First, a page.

Tanzania safari: 'The golden rule for capturing wildlife? Be ready for anything at all times!'

For amateur photographer Melissa Kay, the chance to join an east African safari where experts explain how to improve your shots sounded perfect. Now she just had to remember to take the lens cap off her camera ...

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The Independent Travel

Three cheetah cubs launch themselves from stationary to almost full pace just moments away from our vehicle. The five of us suck in air and hold it in a collective gasp, as a bat-eared fox becomes hunting practice for the cheeky youngsters. They skid, swiping at the terrified animal before it manages to leap down into its den. We take a second to recover, then look down at our cameras. We'd all instinctively reached for them, but not one of us had got a decent shot. I had in fact been attempting to shoot with the lens cap on.

Paul's laughter broke the stunned silence. "I take it no one got that? First lesson of wildlife photography: be ready for anything, at all times!" Lesson number two was a breakdown of things to check on our cameras in preparation for action – from battery power and space on our memory cards, to manual settings in order to ensure that focus, exposure and shutter speed would always work in the moment. Paul Joynson-Hicks, renowned African wildlife photographer, was our teacher for the week. The next time the drama occurred, I would be ready.

Photographic workshop safaris have become an increasingly popular option for holidaymakers – a version of point-and-shoot that is far more evolved than the hunting safaris that once lured colonial adventurers. A keen photographer myself, I'd decided to try it out on a trip to northern Tanzania's Ngorongoro Conservation Area, with Capture Safaris, a specialist in this field.

Their itineraries are designed specifically to help photographers find the very best images. The company provides a professional photographer to instruct throughout the trip, to advise on new techniques during workshops, and to offer ideas for improvements in your photos during review sessions. By using trained drivers who spot and anticipate animal behaviour – considering such factors as the light and shooting angle – clients are also helped in the quest for great pictures.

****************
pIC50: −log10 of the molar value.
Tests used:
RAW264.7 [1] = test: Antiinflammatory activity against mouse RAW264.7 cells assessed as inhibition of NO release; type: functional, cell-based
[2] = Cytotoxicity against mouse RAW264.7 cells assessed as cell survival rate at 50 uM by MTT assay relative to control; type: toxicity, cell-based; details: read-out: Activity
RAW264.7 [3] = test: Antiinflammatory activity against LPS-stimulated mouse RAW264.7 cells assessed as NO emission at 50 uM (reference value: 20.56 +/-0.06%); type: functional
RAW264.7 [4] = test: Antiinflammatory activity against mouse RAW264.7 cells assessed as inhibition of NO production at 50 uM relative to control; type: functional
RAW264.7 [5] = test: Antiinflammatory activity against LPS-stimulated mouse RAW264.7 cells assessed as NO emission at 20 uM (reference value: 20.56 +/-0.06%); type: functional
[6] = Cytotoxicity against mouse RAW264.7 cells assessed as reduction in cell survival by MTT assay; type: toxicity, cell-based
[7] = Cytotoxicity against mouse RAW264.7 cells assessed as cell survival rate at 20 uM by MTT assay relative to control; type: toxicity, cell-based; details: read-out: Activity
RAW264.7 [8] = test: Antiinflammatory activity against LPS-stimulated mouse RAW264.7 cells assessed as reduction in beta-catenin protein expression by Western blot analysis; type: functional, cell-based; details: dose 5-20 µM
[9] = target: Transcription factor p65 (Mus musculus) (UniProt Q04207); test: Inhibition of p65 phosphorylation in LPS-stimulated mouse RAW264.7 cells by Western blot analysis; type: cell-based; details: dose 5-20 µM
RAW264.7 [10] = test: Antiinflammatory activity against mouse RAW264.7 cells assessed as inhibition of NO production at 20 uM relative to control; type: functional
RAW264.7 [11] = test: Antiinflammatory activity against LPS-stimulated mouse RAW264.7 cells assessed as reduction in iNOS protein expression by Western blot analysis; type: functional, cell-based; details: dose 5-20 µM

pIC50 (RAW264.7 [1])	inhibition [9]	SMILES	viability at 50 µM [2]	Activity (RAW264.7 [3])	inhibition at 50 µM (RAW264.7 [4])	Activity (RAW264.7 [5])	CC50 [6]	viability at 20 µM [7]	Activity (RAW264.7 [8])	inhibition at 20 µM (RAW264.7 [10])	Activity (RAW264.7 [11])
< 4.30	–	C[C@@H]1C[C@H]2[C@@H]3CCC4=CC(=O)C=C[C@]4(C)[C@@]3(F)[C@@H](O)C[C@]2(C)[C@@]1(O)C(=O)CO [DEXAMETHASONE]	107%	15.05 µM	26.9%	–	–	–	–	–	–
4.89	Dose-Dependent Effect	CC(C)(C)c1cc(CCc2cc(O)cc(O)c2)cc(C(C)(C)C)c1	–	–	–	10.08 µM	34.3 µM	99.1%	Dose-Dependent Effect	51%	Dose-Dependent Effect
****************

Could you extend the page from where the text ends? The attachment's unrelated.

I packed my Canon 550D (a mid-range DSLR) and a selection of lenses and joined them, anticipating sights of the wildebeest migration gathering and lots of gangly wildebabies to photograph. Each year an estimated two million zebra and wildebeest make the 500-mile journey north across the Serengeti, and just before they leave hundreds of thousands of calves are born within just a few weeks, reaching a critical mass in March.

The area they choose falls within the southern Serengeti, but within the boundaries of the Ngorongoro Conservation Area, where we were heading, along with the greatest concentration of predators anywhere in Africa, all arriving in search of feeble newborn animals and weakened adults. Drama was virtually guaranteed.

My safari was divided into three stages. First we were to travel to the Ngorongoro Crater; then down to Ndutu where the main calving activity takes place; and finally into the Maasai lands of Loliondo, just outside the reserve's boundaries. Here, we intended to do some walking, "macro" photography (extremely close-up images) and also spend time in a Maasai village.

Standing here, looking out over the Ngorongoro Crater, provided a sweet sense of anticipation that first safari night. We were perched on the eastern rim of the crater at Sopa Lodge, too high up to see any wildlife, but at the perfect height to take in the magnitude of this unique environment. It wasn't dry and yellow as I'd imagined, but a vibrant green with a bright lake glowing in the evening light at the centre of the basin.